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December 31

Pope St Sylvester I - December 31

Saint Sylvester I

Pope and Confessor

(Around 250 – 335)

“Timothy left to me only the heritage of his faith and courage.

Pope Saint Sylvester I’s reply to accusation about hiding the martyr’s treasures

Saint’s Life Story

His Early Life

Sylvester was born around 250 in Rome, Italy with the exact date of his birth is unknown.  He was raised as a Christian under the care of his pious parents, Rufinus and Justa.  At a young age, his mother put him under the care of a priest to be taught literature and theology.   He was ordained a priest by Pope Saint Marcellinus. 

Timothy of Antioch

When Sylvester reached the age to dispose of his fortune, he took pleasure in giving hospitality to Christians passing through the city. He would take them with him, wash their feet, serve them at table, and in sum give them in the name of Christ, all the care that the most sincere charity inspired.

One day, Timothy of Antioch, an illustrious confessor of the Faith, arrived in Rome. No one dared receive him, but Sylvester considered it an honor. For a year Timothy, preaching Jesus Christ with unflagging zeal, received at Sylvester’s dwelling the most generous hospitality. After Timothy died as a martyr, Sylvester buried his remains, but was quickly accused of having hidden the martyr’s treasures. But Sylvester was soon denounced to the prefect and accused of having hidden the martyr’s treasures. The governor had Sylvester imprisoned.

In reply to the accusation, Sylvester said, “Timothy left to me only the heritage of his faith and courage.”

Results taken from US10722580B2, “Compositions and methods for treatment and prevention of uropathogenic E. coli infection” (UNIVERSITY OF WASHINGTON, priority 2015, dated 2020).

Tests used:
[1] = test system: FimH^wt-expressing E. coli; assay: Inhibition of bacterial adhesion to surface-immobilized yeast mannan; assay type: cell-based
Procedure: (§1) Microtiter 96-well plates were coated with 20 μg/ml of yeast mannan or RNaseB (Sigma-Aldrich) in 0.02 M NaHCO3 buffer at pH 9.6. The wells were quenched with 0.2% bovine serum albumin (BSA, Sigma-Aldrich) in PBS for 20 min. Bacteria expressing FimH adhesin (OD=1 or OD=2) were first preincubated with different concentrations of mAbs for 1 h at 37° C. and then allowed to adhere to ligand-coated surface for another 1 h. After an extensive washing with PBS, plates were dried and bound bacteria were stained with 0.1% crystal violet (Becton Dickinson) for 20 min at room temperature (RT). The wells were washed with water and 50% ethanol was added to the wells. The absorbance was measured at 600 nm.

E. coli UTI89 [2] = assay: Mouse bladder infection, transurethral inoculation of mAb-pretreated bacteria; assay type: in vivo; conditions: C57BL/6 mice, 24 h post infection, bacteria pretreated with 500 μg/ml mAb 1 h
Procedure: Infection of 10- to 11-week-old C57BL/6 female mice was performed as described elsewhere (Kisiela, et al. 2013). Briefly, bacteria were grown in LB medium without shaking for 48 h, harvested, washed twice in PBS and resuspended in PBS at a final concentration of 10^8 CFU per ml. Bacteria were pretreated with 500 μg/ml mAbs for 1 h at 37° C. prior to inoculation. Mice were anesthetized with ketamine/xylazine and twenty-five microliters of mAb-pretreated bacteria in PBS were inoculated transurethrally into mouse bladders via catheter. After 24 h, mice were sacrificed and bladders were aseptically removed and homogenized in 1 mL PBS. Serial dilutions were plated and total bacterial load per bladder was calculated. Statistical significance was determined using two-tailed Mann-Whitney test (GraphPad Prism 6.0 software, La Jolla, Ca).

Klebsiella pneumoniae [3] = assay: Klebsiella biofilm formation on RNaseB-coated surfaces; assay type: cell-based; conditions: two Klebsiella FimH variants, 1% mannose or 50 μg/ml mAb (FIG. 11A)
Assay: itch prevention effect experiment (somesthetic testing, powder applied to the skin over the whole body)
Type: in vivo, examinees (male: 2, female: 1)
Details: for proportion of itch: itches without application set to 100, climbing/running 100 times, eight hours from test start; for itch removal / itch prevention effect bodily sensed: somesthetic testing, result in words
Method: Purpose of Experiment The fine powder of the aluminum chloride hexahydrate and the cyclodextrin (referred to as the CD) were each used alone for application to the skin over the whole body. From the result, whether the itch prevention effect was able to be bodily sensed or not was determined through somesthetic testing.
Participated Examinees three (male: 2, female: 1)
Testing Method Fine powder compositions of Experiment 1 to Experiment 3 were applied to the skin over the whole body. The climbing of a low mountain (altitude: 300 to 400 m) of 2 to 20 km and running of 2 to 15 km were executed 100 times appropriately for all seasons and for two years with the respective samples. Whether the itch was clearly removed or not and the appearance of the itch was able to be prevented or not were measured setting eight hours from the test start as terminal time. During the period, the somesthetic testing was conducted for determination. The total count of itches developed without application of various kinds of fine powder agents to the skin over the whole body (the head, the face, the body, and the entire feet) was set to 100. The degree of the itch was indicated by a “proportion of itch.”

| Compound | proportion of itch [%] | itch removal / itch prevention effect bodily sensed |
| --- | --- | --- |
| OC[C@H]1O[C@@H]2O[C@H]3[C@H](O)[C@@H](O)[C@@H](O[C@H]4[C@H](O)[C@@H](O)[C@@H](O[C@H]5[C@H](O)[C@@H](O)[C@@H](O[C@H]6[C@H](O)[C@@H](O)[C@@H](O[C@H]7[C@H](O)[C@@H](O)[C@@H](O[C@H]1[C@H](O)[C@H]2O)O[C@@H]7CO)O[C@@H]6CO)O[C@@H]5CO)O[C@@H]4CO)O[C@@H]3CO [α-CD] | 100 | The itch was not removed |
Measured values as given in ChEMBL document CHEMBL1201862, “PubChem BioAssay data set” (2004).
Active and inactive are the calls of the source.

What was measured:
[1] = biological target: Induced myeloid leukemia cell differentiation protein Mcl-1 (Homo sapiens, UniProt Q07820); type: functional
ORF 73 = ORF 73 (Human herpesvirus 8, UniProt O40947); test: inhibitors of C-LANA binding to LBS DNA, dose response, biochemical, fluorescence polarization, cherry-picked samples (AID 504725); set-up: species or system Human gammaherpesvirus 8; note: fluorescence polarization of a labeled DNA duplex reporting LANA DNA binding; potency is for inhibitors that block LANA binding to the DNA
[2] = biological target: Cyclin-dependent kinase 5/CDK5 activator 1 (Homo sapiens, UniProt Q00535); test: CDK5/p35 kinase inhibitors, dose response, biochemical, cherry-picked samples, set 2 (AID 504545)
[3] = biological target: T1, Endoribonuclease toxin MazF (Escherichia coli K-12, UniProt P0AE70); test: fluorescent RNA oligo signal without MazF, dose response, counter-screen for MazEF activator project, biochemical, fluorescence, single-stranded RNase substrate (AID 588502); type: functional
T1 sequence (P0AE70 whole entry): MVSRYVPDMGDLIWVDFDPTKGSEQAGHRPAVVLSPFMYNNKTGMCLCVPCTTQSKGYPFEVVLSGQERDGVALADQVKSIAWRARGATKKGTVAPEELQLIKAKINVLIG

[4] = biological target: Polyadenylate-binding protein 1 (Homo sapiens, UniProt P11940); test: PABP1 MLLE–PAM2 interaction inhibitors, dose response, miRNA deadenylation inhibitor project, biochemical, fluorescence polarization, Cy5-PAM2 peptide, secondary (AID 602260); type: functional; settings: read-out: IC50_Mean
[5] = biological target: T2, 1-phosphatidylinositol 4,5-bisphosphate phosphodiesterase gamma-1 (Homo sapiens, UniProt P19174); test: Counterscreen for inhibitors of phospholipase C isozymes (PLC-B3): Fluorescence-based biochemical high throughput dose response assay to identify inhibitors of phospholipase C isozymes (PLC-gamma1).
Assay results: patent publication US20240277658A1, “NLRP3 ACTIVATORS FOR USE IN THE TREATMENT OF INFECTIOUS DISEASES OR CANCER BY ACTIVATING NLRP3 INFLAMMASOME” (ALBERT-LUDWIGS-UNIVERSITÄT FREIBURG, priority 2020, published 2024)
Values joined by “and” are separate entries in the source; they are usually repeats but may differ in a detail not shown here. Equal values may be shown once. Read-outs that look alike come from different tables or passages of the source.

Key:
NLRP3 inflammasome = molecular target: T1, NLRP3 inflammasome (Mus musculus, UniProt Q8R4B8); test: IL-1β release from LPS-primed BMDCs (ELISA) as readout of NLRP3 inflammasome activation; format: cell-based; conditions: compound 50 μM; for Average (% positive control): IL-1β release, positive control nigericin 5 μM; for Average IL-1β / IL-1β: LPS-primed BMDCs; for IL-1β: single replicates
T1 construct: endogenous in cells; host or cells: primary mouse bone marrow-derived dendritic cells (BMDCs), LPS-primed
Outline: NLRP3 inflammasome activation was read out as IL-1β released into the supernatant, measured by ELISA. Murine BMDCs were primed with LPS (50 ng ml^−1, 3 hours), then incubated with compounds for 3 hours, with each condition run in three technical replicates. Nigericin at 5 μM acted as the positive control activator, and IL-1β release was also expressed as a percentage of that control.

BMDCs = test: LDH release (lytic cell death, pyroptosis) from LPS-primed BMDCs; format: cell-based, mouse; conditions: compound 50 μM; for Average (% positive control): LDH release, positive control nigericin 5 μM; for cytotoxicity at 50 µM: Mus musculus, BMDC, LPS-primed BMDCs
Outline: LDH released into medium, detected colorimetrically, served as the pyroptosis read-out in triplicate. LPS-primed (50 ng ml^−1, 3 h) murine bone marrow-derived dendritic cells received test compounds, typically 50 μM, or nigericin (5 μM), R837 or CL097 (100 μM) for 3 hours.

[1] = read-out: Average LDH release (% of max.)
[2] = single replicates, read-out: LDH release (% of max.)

After the governor one day swallowed a fish bone and died, the guards’ hearts were softened.  So, they set Sylvester free. Sylvester’s courageous acts became known to Pope Melchiades, who elevated him to the diaconate.

Christian Persecution

Sylvester was a young priest when persecution of the Christians grew worse under the tyrant Diocletian. Idols were erected at the street corners, in the market-places, and over the public fountains. It was scarcely possible for a Christian to go abroad without being put to the test of offering sacrifice, with the alternative of apostasy or death. During this fiery trial, Sylvester strengthened the confessors and martyrs.  God preserved Sylvester’s life from many dangers. It was indeed he who was destined to succeed the Pope who had recognized his virtues.

Elected Pope

In January 31, 314, Sylvester was elected Pope, succeeding Pope Miltiades. This was less than a year after the Edict of Milan under the Emperor Constantine that allowed Christians to practice their faith freely without fear of persecution. He is remembered in particular for his leadership through two heretical controversies in the Church – Donatism and Arianism – as well as the baptism of Constantine and the triumph of the Church over its former persecutors.

Donatists, led by the bishop Donatus, were extremist separatists in northern Africa who took a hardline view against Christians who had lapsed from the faith in order to save their lives during the brutal empire-wide persecution under Diocletian.  A council convened by Constantine in 313 and the Council of Arles convened by Pope Sylvester in 314 both condemned the Donatists’ actions.

Arianism, led by the Alexandrian Christian priest Arius, denied Jesus’ divinity and equality with God.   It taught that Jesus was not equal with God the Father and not eternal.   In 325, Pope Sylvester convened the First Council of Nicaea, the first general Council of the Church, which reiterated Jesus’ divinity and reaffirmed that Jesus was consubstantial with the Father

Legend of Constantine’s Conversion

A memorable (but doubtful) legend from his pontificate involved Constantine, who was attacked by leprosy while he was still a pagan.   One night, Saitnt Peter and Saint Paul appeared to Constantine and commanded him to call for Pope Sylvester, who would cure him by giving him the sacrament of baptism.   According to the legend, Pope Sylvester I baptised him and Constantine was converted.  

Donation of Constantine